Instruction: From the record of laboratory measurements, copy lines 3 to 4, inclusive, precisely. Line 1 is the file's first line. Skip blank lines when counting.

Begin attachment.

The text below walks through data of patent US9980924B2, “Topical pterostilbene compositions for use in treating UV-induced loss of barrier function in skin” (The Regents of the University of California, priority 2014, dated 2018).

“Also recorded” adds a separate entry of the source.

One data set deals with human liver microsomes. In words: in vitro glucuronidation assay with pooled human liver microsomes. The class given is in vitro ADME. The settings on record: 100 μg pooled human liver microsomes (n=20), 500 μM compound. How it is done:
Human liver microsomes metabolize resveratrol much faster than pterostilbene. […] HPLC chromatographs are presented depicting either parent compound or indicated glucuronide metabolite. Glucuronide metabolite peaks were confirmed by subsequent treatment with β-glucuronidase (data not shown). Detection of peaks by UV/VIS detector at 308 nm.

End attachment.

One data set deals with human liver microsomes. In words: in vitro glucuronidation assay with pooled human liver microsomes. The class given is in vitro ADME. The settings on record: 100 μg pooled human liver microsomes (n=20), 500 μM compound. How it is done:
Human liver microsomes metabolize resveratrol much faster than pterostilbene. […] HPLC chromatographs are presented depicting either parent compound or indicated glucuronide metabolite. Glucuronide metabolite peaks were confirmed by subsequent treatment with β-glucuronidase (data not shown). Detection of peaks by UV/VIS detector at 308 nm.